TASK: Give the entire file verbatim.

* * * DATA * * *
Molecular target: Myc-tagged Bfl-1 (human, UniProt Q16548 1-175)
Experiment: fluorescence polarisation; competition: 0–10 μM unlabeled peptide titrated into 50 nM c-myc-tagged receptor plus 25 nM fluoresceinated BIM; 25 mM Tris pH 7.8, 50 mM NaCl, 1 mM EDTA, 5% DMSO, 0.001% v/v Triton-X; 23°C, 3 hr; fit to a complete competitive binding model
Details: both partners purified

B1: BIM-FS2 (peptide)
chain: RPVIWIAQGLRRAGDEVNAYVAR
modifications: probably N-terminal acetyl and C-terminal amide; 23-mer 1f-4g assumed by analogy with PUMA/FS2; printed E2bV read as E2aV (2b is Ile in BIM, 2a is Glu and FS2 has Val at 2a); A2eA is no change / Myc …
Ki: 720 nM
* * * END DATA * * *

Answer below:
Molecular target: Myc-tagged Bfl-1 (human, UniProt Q16548 1-175)
Experiment: fluorescence polarisation; competition: 0–10 μM unlabeled peptide titrated into 50 nM c-myc-tagged receptor plus 25 nM fluoresceinated BIM; 25 mM Tris pH 7.8, 50 mM NaCl, 1 mM EDTA, 5% DMSO, 0.001% v/v Triton-X; 23°C, 3 hr; fit to a complete competitive binding model
Details: both partners purified

B1: BIM-FS2 (peptide)
chain: RPVIWIAQGLRRAGDEVNAYVAR
modifications: probably N-terminal acetyl and C-terminal amide; 23-mer 1f-4g assumed by analogy with PUMA/FS2; printed E2bV read as E2aV (2b is Ile in BIM, 2a is Glu and FS2 has Val at 2a); A2eA is no change / Myc …
Ki: 720 nM